Prediction optimizer 108 is responsible for implementing the prediction optimizations of program 104. The prediction optimizations are implemented by inserting additional instructions facilitating value prediction of target instructions. First additional instruction includes a command to retrieve a predicted outcome of the target instruction from software structure 102 using the outcome of the producer instruction as a key into software structure 102. This instruction will be executed after the producer instruction and before the target instruction to allow the instruction following the target instruction to be pre-fetched in advance. In one embodiment, the execution of the additional instruction precedes the execution of the target instruction by one or more intermediate instructions.
 In one embodiment, prediction optimizer 108 also inserts a second additional instruction, which includes a command to store the outcome of the target instruction with the corresponding outcome of the producer instruction in software structure 102 each time these instructions are executed. The second additional instruction will be executed after the actual execution of the target instruction. Accordingly, software structure 108 will store various outcomes of the producer instruction that occurred during program executions and the most recent outcome of the target instruction for each of these outcomes of the producer instruction. In one embodiment, software structure 108 is a lookup table. In one embodiment, compiler 118 controls the size of software structure 102 and stores only the frequent results.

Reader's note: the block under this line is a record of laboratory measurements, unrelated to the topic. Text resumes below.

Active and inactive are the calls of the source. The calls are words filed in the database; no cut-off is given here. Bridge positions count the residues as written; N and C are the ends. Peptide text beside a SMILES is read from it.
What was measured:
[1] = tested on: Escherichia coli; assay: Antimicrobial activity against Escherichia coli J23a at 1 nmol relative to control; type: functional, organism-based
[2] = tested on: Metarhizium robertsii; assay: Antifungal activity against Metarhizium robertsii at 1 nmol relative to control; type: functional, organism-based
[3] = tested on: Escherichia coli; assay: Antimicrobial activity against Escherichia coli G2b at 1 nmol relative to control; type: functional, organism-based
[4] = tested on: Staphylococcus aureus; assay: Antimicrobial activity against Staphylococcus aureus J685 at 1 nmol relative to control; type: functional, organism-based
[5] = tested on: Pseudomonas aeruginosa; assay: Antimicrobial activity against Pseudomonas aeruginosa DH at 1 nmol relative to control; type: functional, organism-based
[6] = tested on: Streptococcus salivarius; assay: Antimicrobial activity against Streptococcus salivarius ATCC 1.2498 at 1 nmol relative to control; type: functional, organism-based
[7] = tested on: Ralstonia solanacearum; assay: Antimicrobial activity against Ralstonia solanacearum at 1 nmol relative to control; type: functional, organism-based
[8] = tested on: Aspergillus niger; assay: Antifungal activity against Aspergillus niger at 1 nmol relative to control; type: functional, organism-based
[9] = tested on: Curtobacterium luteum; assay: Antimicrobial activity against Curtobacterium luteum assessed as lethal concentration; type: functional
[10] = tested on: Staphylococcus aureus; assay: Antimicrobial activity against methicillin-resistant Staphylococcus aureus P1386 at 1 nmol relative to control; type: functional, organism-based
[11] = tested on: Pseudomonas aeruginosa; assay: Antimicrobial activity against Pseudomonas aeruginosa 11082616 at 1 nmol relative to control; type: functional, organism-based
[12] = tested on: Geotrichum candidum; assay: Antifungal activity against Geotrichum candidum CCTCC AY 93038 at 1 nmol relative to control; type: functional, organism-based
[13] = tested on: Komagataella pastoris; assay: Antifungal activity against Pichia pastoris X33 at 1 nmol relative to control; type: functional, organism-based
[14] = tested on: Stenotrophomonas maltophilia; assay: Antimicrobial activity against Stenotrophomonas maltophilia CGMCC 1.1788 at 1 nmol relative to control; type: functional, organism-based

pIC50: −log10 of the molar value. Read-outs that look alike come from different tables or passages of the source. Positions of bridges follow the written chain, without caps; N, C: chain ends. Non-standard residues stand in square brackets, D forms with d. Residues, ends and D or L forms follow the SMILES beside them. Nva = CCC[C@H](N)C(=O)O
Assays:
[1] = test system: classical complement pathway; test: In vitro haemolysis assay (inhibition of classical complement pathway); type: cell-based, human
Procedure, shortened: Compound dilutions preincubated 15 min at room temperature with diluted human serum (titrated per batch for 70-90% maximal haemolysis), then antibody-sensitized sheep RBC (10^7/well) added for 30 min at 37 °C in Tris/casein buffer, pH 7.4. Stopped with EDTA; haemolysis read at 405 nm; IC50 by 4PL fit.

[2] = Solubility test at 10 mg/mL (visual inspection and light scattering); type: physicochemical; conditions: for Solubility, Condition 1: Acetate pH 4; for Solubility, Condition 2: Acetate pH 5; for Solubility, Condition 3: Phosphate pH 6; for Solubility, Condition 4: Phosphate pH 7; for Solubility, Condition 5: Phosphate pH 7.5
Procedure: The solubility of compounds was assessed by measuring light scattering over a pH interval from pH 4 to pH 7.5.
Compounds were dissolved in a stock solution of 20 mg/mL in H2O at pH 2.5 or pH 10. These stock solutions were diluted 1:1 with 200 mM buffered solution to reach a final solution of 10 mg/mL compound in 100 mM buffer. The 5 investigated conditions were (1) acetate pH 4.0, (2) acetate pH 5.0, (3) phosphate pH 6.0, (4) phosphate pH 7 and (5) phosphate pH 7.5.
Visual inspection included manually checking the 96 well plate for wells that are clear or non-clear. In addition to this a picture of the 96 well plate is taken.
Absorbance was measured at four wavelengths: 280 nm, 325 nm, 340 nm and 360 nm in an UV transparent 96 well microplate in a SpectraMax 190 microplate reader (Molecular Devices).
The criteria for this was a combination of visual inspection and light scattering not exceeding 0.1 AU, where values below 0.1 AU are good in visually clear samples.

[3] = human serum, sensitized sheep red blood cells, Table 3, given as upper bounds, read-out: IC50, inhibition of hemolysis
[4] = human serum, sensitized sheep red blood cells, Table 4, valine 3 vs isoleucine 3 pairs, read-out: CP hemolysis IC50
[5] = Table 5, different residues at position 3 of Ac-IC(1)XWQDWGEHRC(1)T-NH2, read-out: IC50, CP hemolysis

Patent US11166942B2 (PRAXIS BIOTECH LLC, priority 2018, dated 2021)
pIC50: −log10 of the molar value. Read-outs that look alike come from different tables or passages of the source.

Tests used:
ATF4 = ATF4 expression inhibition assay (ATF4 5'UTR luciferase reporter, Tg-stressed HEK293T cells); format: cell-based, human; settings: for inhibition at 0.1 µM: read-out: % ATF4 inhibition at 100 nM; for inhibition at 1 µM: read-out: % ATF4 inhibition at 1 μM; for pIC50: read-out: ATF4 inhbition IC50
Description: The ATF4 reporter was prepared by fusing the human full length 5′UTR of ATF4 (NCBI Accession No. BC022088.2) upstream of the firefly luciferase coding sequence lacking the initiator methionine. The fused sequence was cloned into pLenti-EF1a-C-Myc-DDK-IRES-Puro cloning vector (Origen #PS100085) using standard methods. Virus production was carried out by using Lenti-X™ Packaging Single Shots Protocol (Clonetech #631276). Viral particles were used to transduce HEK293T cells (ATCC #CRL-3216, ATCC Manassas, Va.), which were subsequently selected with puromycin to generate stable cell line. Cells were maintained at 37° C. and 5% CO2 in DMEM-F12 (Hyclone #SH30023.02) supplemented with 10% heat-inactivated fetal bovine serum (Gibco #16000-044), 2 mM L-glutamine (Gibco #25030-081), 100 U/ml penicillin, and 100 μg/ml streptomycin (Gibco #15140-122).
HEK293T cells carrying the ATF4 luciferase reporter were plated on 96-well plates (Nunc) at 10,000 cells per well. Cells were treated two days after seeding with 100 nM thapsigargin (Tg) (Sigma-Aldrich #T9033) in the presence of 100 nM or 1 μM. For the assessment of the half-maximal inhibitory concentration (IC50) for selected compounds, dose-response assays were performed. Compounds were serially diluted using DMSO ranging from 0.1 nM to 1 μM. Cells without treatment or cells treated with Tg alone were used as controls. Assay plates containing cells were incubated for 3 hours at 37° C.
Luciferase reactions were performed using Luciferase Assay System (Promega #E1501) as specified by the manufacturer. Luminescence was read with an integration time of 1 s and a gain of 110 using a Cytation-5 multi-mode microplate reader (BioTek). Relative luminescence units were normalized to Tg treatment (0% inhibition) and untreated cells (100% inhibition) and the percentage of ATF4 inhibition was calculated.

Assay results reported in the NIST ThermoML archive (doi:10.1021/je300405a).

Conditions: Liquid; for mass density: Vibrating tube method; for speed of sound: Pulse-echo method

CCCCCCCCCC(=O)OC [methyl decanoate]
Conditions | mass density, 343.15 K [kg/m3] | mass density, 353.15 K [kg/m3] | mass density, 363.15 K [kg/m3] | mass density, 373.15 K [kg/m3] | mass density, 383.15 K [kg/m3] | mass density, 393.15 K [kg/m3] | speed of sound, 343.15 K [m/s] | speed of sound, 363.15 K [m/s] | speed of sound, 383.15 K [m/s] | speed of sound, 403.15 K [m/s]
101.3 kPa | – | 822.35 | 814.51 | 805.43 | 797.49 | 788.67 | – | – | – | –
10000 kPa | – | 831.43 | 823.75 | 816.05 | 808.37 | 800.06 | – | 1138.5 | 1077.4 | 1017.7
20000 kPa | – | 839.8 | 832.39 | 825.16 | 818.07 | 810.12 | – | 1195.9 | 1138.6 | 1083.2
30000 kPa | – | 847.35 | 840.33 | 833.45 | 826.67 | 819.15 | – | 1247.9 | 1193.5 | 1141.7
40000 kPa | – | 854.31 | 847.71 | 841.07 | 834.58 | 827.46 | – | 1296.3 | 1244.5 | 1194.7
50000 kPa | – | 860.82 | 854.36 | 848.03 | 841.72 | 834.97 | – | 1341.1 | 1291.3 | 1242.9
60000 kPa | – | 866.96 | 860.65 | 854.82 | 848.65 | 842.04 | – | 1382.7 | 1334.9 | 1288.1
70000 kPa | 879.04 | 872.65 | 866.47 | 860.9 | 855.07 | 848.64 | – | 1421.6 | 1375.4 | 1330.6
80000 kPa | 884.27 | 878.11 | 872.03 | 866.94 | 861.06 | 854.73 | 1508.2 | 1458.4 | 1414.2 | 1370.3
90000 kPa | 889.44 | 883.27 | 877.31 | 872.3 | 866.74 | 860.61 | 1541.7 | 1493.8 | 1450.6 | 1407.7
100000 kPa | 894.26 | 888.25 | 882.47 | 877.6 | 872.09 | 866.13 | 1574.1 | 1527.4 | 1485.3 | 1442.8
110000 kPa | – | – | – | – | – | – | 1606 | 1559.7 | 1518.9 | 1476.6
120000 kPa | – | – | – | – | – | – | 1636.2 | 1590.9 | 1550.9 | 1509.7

FIG. 2 is a flow diagram of one embodiment of a process 200 for predicting instruction results in a program using the compiler.
 Referring to FIG. 2, process 200 begins with the compiler creating a data flow graph associated with a program (processing block 204). At processing block 206, the data flow graph is analyzed to identify a dependency between two instructions in the program. The first of the two instructions is a producer instruction, which executes prior to the second instruction and defines the outcome of the second instruction. The outcome of the second instruction, which is a target instruction for prediction, determines which instruction will be executed after the target instruction.